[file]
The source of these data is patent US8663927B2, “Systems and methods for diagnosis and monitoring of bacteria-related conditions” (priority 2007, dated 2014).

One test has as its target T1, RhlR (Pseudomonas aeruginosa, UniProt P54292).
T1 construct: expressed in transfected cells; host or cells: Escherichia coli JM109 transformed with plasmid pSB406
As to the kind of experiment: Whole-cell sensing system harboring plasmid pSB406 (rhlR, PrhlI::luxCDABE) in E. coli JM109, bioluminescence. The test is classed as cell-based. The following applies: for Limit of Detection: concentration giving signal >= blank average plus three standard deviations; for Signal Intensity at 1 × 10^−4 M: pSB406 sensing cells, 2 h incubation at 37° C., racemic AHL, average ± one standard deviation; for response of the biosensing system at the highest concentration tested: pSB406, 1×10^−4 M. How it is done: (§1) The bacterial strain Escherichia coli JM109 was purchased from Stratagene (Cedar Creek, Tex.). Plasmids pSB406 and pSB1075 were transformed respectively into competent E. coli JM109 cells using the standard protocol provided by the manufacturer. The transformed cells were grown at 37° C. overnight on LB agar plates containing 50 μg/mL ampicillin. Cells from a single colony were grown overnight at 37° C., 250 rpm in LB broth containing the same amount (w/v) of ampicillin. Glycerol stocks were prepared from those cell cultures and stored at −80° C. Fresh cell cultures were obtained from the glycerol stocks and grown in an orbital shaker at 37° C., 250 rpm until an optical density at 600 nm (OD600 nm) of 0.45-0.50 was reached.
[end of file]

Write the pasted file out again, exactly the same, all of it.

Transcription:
The source of these data is patent US8663927B2, “Systems and methods for diagnosis and monitoring of bacteria-related conditions” (priority 2007, dated 2014).

One test has as its target T1, RhlR (Pseudomonas aeruginosa, UniProt P54292).
T1 construct: expressed in transfected cells; host or cells: Escherichia coli JM109 transformed with plasmid pSB406
As to the kind of experiment: Whole-cell sensing system harboring plasmid pSB406 (rhlR, PrhlI::luxCDABE) in E. coli JM109, bioluminescence. The test is classed as cell-based. The following applies: for Limit of Detection: concentration giving signal >= blank average plus three standard deviations; for Signal Intensity at 1 × 10^−4 M: pSB406 sensing cells, 2 h incubation at 37° C., racemic AHL, average ± one standard deviation; for response of the biosensing system at the highest concentration tested: pSB406, 1×10^−4 M. How it is done: (§1) The bacterial strain Escherichia coli JM109 was purchased from Stratagene (Cedar Creek, Tex.). Plasmids pSB406 and pSB1075 were transformed respectively into competent E. coli JM109 cells using the standard protocol provided by the manufacturer. The transformed cells were grown at 37° C. overnight on LB agar plates containing 50 μg/mL ampicillin. Cells from a single colony were grown overnight at 37° C., 250 rpm in LB broth containing the same amount (w/v) of ampicillin. Glycerol stocks were prepared from those cell cultures and stored at −80° C. Fresh cell cultures were obtained from the glycerol stocks and grown in an orbital shaker at 37° C., 250 rpm until an optical density at 600 nm (OD600 nm) of 0.45-0.50 was reached.